Will hit economy: Putin wants to nearly double defense spending – Bloomberg

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The publication writes that Vladimir Putin greatly aggravated the situation with the production and budget deficit in the Russian Federation. The mobilization announced thus led to a large migration of personnel abroad.

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Russian President Vladimir Putin will spend much more on his armed forces over the next two years than previously thought. Thus, the Russian Federation began to adapt its budget to the needs of the war with Ukraine, as Bloomberg wrote.

The publication writes that now defense spending must exceed the initial budget estimates for next year by more than 43%, while the corresponding categories of national security and law enforcement will grow by more than 40%.

Journalists write that budget estimates have changed as priorities change in favor of the armed forces.

The Stockholm International Peace Research Institute (SIPRI) estimates that the “national defense” item in Russia’s budget accounts for about three-quarters of its total military spending. The budget plan provides for annual conscription spending of about 16 billion rubles in 2023 and 16.5 billion rubles in 2024-2025. Most other details of military spending remain confidential.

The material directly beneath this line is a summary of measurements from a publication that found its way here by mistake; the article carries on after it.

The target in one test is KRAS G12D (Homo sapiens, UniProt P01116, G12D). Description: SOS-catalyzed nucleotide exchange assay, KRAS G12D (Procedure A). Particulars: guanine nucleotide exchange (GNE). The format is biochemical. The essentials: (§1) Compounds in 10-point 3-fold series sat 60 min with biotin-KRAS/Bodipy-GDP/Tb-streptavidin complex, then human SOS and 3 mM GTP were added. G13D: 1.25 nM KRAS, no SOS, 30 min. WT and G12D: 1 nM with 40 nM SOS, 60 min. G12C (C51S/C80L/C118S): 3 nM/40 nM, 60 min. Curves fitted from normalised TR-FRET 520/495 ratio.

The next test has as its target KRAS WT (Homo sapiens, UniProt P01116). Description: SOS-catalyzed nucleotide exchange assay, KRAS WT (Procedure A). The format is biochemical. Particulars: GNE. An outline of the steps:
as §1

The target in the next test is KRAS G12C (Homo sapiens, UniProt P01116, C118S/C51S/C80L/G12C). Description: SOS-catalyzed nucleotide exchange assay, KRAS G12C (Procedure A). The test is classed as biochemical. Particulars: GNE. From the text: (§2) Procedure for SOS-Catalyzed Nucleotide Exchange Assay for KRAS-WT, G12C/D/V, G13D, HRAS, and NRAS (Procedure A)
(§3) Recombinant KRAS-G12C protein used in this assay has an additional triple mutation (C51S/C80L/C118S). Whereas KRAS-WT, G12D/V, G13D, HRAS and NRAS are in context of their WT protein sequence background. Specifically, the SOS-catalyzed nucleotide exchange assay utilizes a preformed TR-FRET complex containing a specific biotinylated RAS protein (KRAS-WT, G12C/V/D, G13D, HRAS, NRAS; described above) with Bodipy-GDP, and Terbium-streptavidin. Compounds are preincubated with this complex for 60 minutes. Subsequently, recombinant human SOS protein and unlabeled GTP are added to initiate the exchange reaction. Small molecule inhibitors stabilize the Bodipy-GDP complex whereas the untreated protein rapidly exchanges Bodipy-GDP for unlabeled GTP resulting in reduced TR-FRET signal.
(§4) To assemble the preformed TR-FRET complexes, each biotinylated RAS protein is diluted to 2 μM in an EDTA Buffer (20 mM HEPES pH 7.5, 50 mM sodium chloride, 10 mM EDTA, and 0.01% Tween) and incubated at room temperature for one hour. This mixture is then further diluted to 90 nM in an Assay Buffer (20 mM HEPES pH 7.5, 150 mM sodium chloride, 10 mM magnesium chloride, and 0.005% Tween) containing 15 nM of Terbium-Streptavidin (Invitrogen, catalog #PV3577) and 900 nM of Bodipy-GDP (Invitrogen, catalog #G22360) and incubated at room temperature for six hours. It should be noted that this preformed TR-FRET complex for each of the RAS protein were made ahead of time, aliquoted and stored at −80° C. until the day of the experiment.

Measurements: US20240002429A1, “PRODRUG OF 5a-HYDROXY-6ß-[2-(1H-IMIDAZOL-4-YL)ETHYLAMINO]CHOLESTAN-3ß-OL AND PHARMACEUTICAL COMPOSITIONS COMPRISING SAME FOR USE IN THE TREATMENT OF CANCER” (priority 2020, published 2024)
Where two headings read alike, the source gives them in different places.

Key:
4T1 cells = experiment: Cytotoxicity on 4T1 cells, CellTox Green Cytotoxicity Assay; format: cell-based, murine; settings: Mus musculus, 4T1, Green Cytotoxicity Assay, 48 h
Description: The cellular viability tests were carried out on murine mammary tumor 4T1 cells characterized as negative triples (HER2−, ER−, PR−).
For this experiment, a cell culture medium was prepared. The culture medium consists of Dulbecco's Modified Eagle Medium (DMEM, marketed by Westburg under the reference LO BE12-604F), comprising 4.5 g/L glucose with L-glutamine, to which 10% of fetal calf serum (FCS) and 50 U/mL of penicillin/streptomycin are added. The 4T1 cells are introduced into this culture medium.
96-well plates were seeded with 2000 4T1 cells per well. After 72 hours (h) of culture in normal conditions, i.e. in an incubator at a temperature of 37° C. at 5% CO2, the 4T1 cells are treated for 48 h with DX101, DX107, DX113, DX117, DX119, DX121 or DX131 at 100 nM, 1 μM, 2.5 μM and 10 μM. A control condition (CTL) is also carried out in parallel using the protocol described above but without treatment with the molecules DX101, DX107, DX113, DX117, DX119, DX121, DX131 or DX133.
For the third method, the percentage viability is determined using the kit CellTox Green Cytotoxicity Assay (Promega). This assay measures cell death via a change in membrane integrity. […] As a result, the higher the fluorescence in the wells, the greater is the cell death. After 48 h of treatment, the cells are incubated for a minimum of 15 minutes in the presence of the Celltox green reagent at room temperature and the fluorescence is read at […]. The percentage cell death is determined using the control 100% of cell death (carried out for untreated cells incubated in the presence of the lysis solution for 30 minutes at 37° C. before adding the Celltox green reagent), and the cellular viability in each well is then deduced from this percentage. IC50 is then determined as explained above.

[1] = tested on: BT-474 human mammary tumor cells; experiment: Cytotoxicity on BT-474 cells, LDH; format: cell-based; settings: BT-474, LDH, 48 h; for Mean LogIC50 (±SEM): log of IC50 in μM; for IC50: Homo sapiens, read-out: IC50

According to economist Alexander Isakov, according to the institute, mobilization will hit production first and foremost. The decrease is expected to be around 3.75%. The fact is that the workforce will be significantly reduced, as mobilization leads to the so-called “brain drain” to safe places and other countries. In fact, the same thing is repeated as in February, when the Russian Federation began an extensive invasion of Ukraine.

Journalists write that according to the latest forecasts, the budget deficit of the Russian Federation will rise from 0.9% in 2022 to 2% of GDP next year. The government will finance the deficit mainly with debt and reserves. The plan also includes borrowing up to $1 billion a year in foreign currency.

Previously Focus He reported that Putin’s new threats are forcing the European Union to significantly tighten sanctions. Journalists write that the plan to limit oil prices may face many obstacles. But if the decision is made, Moscow should hit its revenues hard.

We also remember that European production was transferred to the USA due to high energy prices. Europe may enter an era of deindustrialisation, as the US working environment appears much more benign, especially for manufacturers in the chemical, steel and other energy-intensive industries.

Source: Riafan

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